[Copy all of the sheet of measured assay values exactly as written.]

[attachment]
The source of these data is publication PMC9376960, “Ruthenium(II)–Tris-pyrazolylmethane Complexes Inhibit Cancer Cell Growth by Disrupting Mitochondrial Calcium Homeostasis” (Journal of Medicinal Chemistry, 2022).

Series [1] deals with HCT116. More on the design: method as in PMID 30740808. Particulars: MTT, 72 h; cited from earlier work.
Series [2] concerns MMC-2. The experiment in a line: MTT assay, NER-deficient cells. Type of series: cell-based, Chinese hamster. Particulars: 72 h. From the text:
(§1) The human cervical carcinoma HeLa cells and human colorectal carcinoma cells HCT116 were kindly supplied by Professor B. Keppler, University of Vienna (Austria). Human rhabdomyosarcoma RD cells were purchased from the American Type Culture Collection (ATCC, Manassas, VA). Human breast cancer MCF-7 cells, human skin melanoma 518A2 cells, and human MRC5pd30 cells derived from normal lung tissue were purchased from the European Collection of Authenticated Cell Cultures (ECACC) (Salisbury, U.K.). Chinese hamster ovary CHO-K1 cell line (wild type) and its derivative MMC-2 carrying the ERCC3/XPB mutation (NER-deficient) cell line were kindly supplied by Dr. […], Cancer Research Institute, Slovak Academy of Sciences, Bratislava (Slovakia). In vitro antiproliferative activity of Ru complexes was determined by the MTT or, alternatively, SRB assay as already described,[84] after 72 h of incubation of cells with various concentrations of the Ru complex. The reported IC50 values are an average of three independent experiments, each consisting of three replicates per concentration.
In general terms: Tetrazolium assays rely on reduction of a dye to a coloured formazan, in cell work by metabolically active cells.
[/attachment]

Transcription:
The source of these data is publication PMC9376960, “Ruthenium(II)–Tris-pyrazolylmethane Complexes Inhibit Cancer Cell Growth by Disrupting Mitochondrial Calcium Homeostasis” (Journal of Medicinal Chemistry, 2022).

Series [1] deals with HCT116. More on the design: method as in PMID 30740808. Particulars: MTT, 72 h; cited from earlier work.
Series [2] concerns MMC-2. The experiment in a line: MTT assay, NER-deficient cells. Type of series: cell-based, Chinese hamster. Particulars: 72 h. From the text:
(§1) The human cervical carcinoma HeLa cells and human colorectal carcinoma cells HCT116 were kindly supplied by Professor B. Keppler, University of Vienna (Austria). Human rhabdomyosarcoma RD cells were purchased from the American Type Culture Collection (ATCC, Manassas, VA). Human breast cancer MCF-7 cells, human skin melanoma 518A2 cells, and human MRC5pd30 cells derived from normal lung tissue were purchased from the European Collection of Authenticated Cell Cultures (ECACC) (Salisbury, U.K.). Chinese hamster ovary CHO-K1 cell line (wild type) and its derivative MMC-2 carrying the ERCC3/XPB mutation (NER-deficient) cell line were kindly supplied by Dr. […], Cancer Research Institute, Slovak Academy of Sciences, Bratislava (Slovakia). In vitro antiproliferative activity of Ru complexes was determined by the MTT or, alternatively, SRB assay as already described,[84] after 72 h of incubation of cells with various concentrations of the Ru complex. The reported IC50 values are an average of three independent experiments, each consisting of three replicates per concentration.
In general terms: Tetrazolium assays rely on reduction of a dye to a coloured formazan, in cell work by metabolically active cells.